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Rethinking “success” of second generation immigrants: the role of families and communities in the transition to young adulthood

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Title: Rethinking “success” of second generation immigrants: the role of families and communities in the transition to young adulthood
Author(s): Wu, Joanna
Advisor(s): Lleras, Christy
Department / Program: Human & Community Development
Discipline: Human & Community Development
Degree Granting Institution: University of Illinois at Urbana-Champaign
Degree: M.S.
Genre: Thesis
Subject(s): immigration children of immigrants transition to adulthood family community life course resilience
Abstract: Second generation immigrants currently outnumber foreign-born children by more than six to one, a number that doubled in the past decade (Child Trends, 2010). As this contemporary second generation immigrant cohort transitions into adulthood, it will shape considerably the demographics of the young adult population. While many of the same socio-economic factors that negatively affect the outcomes of U.S. children also confront children of immigrants, they are additionally affected by risk factors unique to the immigration process, such as parental citizenship. Therefore, it is important to examine how these risk factors along with those specific to the immigrant experience may impact the success of second generation immigrants. Drawing from the life course perspective and resiliency theory, this study utilizes data from the National Longitudinal Study of Youth (NLSY: 1997) to examine how socio-economic and contextual factors within the family and community during adolescence impact the success of second generation immigrants once they reach young adulthood. This study adds to the growing body of literature on the experiences of immigrants by examining not only traditional socio-economic measures of "success" but alternative measures such as health and life satisfaction as well. Results show that for second-generation immigrants contextual factors early in life have an enduring effect in their transition to young adulthood. However, variation by racial groups also emerged across contextual factors and the multiple success indicators.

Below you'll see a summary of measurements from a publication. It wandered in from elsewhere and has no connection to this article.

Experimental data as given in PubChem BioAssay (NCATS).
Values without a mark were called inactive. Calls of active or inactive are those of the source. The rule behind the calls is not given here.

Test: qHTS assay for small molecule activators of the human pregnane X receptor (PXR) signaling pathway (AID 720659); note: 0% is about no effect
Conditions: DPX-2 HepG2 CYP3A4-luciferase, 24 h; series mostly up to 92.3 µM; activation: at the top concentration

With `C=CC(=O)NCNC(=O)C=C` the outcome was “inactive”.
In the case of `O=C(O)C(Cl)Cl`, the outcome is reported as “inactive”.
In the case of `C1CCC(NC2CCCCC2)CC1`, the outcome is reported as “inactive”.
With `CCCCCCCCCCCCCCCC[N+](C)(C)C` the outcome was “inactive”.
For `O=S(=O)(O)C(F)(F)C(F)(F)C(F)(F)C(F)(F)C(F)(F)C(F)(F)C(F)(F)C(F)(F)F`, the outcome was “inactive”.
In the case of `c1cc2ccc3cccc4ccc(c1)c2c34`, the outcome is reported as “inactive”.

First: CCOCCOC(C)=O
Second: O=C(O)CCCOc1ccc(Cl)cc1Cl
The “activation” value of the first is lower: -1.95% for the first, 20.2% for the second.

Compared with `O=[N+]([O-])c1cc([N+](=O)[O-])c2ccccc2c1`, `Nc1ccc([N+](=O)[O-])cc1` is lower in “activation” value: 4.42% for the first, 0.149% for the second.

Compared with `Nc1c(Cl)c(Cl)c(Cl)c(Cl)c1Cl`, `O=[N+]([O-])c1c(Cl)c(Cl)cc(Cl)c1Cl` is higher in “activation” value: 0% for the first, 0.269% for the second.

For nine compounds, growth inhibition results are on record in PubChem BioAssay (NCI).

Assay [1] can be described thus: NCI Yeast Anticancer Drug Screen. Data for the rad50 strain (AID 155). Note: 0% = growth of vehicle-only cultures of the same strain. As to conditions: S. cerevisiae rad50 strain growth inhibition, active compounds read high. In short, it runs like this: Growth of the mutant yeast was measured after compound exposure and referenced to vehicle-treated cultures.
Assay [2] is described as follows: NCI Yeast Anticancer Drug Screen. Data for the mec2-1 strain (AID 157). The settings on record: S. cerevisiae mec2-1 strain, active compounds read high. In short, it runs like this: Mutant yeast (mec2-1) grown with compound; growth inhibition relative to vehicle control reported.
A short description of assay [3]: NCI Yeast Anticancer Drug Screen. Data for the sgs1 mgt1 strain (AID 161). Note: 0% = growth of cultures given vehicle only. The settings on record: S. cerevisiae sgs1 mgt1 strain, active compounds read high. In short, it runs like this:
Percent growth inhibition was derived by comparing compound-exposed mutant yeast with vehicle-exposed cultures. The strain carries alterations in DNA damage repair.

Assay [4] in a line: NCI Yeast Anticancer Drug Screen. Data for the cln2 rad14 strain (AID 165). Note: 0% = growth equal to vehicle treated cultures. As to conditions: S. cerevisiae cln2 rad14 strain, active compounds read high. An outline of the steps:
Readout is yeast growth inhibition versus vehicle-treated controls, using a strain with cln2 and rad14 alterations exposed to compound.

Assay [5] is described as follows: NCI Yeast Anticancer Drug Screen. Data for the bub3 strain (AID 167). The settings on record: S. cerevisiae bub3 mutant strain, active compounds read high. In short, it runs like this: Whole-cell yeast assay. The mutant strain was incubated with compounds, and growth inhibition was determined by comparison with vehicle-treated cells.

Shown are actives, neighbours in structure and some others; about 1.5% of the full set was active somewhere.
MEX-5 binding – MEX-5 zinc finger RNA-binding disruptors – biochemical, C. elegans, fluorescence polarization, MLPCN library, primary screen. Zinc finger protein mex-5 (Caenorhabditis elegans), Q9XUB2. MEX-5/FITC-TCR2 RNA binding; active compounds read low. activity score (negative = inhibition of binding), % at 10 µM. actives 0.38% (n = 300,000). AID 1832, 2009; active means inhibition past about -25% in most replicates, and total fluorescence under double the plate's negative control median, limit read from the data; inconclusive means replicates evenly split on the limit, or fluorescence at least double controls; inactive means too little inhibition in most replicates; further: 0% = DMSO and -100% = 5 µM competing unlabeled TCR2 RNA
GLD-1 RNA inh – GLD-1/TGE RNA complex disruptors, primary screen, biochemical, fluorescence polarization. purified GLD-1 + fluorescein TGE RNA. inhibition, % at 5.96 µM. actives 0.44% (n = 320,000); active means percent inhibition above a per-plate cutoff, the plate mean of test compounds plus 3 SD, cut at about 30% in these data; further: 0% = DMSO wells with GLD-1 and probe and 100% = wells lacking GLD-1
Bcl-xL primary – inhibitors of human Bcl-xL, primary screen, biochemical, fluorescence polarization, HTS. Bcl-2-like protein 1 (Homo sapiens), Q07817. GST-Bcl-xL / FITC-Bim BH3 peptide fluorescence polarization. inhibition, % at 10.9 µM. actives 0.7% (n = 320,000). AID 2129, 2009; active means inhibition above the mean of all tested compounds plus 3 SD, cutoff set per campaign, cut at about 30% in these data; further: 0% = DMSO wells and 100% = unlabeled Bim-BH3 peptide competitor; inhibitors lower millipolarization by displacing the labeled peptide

Issue Date: 2012-05-22
URI: http://hdl.handle.net/2142/31045
Rights Information: Copyright 2012 Joanna Wu
Date Available in IDEALS: 2012-05-22
Date Deposited: 2012-05
 

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